• Amrita Bagchi for TBIP
  • 'U' certificate - Unrestricted Public Exhibition
  • 'UA' certificate - Unrestricted Public Exhibition - but with a word of caution that Parental discretion required for children below 12 years
  • 'A' certificate - Restricted to adults

Lawyer Lawrence Liang draws from key judgments, studies and interviews to argue that the I&B Ministry must re-look at the archaic law and guidelines for film certification through the lens of a ‘post-mediatized’ world.


Straightforward as it may seem the word ‘revisit’ can mean very different things for different people and this is particularly true when a minister says there is a need to revisit a law. In light of the controversy over Vishwaroopam, which saw a tussle between the central government and the Tamil Nadu government over the release of the film, the Minister for Information and Broadcasting (I&B) Manish Tewari suggested that there was a need to revisit the Cinematograph Act. “Time-cinematographic act revisited to ensure implementational integrity (of) certification decisions,” he tweeted, on January 31. “Otherwise each state would be its own censor (board).” Following this, on February 4, a committee has been set up by the I&B Ministry for this very purpose.


This would appear like a very welcome suggestion, particularly for those who have been demanding that we rethink the entire regime of film censorship altogether, except that the minister’s suggestion is qualified by a statement that it is important to revisit the Act to ensure that decisions of the censor board are implemented. All of a sudden the idea of revisiting the Cinematograph Act seems more sanguine than it initially did. It is also telling that the minister refers to the decisions of the censor board because the last time I checked we do not have a censor board in India, we merely have a board of film certification (the Central Board of Film Certification, or CBFC). That they do not merely certify films and do indeed act as censors is perhaps the precise need for revisiting the Cinematograph Act. In an ideal scenario revisiting the Act should mean doing away with film censorship altogether and putting in place a certification process much as in most parts of the world. In the unlikely event of that happening how may we best revisit the Cinematograph Act?


Unlike other forms of expression such as literature, cinema is distinguished by the fact that it remains one of the few instances in which it is not censorship but pre-censorship that is applied. If a book is published there is no need for the author to take anyone’s permission to release the book. This does not preclude the possibility that subsequent action may be taken against the book, but in the case of film even before it is released it has to go through the collective gaze of the CBFC, which determines whether it is fit for viewing by the general public. What justifies this differential treatment of cinema?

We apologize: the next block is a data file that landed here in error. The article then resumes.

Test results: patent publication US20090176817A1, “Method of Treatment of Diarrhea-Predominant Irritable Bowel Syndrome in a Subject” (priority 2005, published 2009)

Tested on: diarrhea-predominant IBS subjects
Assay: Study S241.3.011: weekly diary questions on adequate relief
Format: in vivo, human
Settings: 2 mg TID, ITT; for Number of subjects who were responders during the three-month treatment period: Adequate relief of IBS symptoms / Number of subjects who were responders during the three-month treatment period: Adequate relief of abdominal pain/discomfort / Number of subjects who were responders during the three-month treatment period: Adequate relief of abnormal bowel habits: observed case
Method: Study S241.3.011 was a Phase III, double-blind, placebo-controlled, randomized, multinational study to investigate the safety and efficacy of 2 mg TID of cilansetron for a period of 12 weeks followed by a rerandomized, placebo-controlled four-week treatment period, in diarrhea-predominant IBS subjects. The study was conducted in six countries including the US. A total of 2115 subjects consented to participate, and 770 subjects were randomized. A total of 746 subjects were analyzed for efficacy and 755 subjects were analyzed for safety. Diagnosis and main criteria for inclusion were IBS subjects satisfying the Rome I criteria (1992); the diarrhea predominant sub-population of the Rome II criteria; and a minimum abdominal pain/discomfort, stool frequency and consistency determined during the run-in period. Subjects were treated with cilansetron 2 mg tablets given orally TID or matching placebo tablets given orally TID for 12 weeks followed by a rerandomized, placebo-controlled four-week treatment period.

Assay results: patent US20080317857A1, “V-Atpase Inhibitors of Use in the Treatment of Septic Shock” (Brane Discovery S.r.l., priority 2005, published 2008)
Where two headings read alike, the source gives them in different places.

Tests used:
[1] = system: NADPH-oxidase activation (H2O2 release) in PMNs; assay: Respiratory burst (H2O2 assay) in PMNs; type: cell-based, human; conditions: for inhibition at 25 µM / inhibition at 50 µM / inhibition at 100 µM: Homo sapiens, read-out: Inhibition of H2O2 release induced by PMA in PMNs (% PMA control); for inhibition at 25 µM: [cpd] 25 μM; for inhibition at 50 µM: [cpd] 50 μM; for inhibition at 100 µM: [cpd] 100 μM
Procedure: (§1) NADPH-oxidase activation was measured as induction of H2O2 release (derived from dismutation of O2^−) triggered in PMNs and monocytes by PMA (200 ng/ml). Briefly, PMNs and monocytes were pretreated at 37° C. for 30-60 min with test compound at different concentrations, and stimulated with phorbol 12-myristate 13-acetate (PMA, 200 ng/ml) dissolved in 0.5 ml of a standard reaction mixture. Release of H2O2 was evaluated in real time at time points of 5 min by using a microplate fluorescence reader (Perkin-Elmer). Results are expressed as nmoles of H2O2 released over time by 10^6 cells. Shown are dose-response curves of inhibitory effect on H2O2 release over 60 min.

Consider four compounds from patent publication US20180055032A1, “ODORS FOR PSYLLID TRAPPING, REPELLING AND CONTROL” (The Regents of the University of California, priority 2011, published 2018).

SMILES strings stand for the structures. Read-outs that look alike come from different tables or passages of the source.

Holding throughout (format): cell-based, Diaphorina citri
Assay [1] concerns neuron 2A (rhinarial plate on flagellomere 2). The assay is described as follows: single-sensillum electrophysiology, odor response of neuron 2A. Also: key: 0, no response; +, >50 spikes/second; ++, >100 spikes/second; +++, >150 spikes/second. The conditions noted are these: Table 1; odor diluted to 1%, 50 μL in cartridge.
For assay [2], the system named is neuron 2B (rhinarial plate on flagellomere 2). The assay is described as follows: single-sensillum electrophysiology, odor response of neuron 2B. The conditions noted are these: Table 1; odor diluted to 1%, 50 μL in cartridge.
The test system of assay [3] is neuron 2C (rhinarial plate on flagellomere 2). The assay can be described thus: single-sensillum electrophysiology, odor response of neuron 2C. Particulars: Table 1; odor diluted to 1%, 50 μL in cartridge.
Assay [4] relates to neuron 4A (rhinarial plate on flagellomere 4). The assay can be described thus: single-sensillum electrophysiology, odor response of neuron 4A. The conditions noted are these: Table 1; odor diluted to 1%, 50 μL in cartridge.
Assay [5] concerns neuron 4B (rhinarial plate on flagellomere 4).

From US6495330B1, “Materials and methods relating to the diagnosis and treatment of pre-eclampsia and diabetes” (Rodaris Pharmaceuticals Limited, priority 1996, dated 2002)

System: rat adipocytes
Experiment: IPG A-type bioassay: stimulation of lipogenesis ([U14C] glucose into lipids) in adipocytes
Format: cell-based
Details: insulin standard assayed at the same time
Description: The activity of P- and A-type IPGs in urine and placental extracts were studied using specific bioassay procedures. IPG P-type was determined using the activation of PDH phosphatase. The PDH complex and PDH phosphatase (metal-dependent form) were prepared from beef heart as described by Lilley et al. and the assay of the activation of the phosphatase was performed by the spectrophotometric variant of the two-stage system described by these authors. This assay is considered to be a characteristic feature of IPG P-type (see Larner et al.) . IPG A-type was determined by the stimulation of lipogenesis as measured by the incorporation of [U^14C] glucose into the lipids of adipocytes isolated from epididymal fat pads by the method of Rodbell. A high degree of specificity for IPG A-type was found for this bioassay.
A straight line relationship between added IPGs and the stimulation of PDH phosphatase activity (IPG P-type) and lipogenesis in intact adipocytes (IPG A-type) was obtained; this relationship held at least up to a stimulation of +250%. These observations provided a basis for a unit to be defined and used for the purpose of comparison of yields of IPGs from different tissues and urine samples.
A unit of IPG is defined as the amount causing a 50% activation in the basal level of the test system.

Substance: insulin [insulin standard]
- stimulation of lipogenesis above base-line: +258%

In 1965 filmmaker and writer K A Abbas filed a constitutional challenge against the pre-censorship of cinema arguing that this was in violation of freedom of speech and expression. Justice Hidayatullah in the Abbas decision (K A Abbas v. Union of India, 1970), which still holds as the prevailing law on the point, stated:


“It has been almost universally recognized that the treatment of motion pictures must be different from that of other forms of art and expression. This arises from the instant appeal of the motion picture, its versatility, realism (often surrealism), and its coordination of the visual and aural senses. The art of the cameraman, with trick photography, VistaVision and three-dimensional representation thrown in, has made the cinema picture more true to life than even the theatre or indeed any other form of representative art. The motion picture is able to stir up emotions more deeply than any other product of art. Its effect particularly on children and adolescents is very great since their immaturity makes them more willingly suspend their disbelief than mature men and women. They also remember the action in the picture and try to emulate or imitate what they have seen.”


The judgment advances what could be termed as the ‘medium specificity’ argument and this single paragraph has been cited ad nauseam in all subsequent decisions on film censorship. It will be worth our time to look at the various assumptions present in the paragraph a little closely, to see whether they still hold true in the post internet era. The paragraph suggest that the problem of cinema arises not so much from its inability to represent reality, as much as the fact that it is able to do it too effectively and that it has the ability to impact differential classes of people differently, especially children who are prone to believe whatever is happening as a result of their inability to distinguish between the illusion on the screen and reality.


A lot of the cinephobia that informs the law and judicial responses stems from an outdated idea of media impact which assumed that people had to be protected from the influence of media because of their incapacity to distinguish between reality and illusion. In the Indian context this attitude can be traced to a paternal and patronizing attitude of the colonial authorities who believed that native audiences were specially vulnerable to film on account of their relative immaturity and hence there was a need for greater censorship of cinema. The Indian Cinematograph Committee of 1928-29 conducted interviews across the length and breadth of colonial India to confirm their suspicion but were a little surprised by the results they encountered.


I will refer to just one interview with Lala Lajpat Rai— an interview from almost a hundred years ago worth ‘revisiting’ as we think of the Cinematograph Act of the 21st century.


“Q: Do you think that the cinema has any pernicious effects on the youth of our country?


A: No more than it has any effect in other countries. I have never heard of any particular complaint.


Q: One European gentleman who is in charge of the college youths in this province told us that there is a danger of the youths of this country being demoralized in their impressionable age on the undue emphasis that is laid on sexual films?